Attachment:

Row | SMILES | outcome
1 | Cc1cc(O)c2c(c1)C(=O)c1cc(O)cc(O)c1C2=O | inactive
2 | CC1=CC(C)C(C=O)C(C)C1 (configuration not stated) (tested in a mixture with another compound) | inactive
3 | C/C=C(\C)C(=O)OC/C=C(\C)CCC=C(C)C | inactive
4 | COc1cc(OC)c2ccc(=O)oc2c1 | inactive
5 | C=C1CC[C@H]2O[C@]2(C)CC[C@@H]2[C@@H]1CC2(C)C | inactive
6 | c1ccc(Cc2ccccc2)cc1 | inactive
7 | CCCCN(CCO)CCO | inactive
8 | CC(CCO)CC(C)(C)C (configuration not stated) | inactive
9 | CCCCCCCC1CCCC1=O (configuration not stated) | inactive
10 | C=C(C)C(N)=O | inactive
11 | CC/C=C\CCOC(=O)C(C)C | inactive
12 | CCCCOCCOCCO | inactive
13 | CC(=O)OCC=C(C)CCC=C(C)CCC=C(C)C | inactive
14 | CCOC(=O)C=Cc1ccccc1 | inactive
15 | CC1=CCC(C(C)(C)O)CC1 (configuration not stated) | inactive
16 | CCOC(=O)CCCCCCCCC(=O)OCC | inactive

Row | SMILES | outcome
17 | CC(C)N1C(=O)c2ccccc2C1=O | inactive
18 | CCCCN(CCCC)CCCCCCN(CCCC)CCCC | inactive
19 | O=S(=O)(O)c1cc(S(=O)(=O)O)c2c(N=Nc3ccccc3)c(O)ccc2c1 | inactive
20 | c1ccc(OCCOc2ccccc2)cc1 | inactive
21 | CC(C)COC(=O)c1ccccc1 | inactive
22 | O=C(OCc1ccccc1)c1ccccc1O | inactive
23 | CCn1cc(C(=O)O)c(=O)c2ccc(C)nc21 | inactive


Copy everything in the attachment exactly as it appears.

Row | SMILES | outcome
1 | Cc1cc(O)c2c(c1)C(=O)c1cc(O)cc(O)c1C2=O | inactive
2 | CC1=CC(C)C(C=O)C(C)C1 (configuration not stated) (tested in a mixture with another compound) | inactive
3 | C/C=C(\C)C(=O)OC/C=C(\C)CCC=C(C)C | inactive
4 | COc1cc(OC)c2ccc(=O)oc2c1 | inactive
5 | C=C1CC[C@H]2O[C@]2(C)CC[C@@H]2[C@@H]1CC2(C)C | inactive
6 | c1ccc(Cc2ccccc2)cc1 | inactive
7 | CCCCN(CCO)CCO | inactive
8 | CC(CCO)CC(C)(C)C (configuration not stated) | inactive
9 | CCCCCCCC1CCCC1=O (configuration not stated) | inactive
10 | C=C(C)C(N)=O | inactive
11 | CC/C=C\CCOC(=O)C(C)C | inactive
12 | CCCCOCCOCCO | inactive
13 | CC(=O)OCC=C(C)CCC=C(C)CCC=C(C)C | inactive
14 | CCOC(=O)C=Cc1ccccc1 | inactive
15 | CC1=CCC(C(C)(C)O)CC1 (configuration not stated) | inactive
16 | CCOC(=O)CCCCCCCCC(=O)OCC | inactive

Row | SMILES | outcome
17 | CC(C)N1C(=O)c2ccccc2C1=O | inactive
18 | CCCCN(CCCC)CCCCCCN(CCCC)CCCC | inactive
19 | O=S(=O)(O)c1cc(S(=O)(=O)O)c2c(N=Nc3ccccc3)c(O)ccc2c1 | inactive
20 | c1ccc(OCCOc2ccccc2)cc1 | inactive
21 | CC(C)COC(=O)c1ccccc1 | inactive
22 | O=C(OCc1ccccc1)c1ccccc1O | inactive
23 | CCn1cc(C(=O)O)c(=O)c2ccc(C)nc21 | inactive